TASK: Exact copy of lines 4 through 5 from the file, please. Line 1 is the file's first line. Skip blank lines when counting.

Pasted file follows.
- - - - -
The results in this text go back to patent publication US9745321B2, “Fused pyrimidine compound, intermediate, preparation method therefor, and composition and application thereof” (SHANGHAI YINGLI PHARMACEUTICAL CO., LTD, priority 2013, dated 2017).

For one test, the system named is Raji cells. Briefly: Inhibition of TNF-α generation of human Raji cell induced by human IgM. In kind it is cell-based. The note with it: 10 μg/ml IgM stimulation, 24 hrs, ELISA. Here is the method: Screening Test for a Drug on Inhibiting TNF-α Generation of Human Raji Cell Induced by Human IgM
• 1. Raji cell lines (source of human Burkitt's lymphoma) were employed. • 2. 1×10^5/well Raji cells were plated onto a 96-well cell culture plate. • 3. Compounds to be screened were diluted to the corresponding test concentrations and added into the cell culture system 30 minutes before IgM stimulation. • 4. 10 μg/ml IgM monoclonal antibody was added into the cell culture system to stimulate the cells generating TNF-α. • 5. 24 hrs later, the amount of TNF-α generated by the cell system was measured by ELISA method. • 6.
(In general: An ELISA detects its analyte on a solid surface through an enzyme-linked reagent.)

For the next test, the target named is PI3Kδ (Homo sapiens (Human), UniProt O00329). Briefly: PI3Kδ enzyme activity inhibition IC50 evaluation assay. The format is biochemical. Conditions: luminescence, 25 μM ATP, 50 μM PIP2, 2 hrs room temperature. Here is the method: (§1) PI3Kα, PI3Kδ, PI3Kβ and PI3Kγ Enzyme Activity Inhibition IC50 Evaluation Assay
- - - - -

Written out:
(In general: An ELISA detects its analyte on a solid surface through an enzyme-linked reagent.)

For the next test, the target named is PI3Kδ (Homo sapiens (Human), UniProt O00329). Briefly: PI3Kδ enzyme activity inhibition IC50 evaluation assay. The format is biochemical. Conditions: luminescence, 25 μM ATP, 50 μM PIP2, 2 hrs room temperature. Here is the method: (§1) PI3Kα, PI3Kδ, PI3Kβ and PI3Kγ Enzyme Activity Inhibition IC50 Evaluation Assay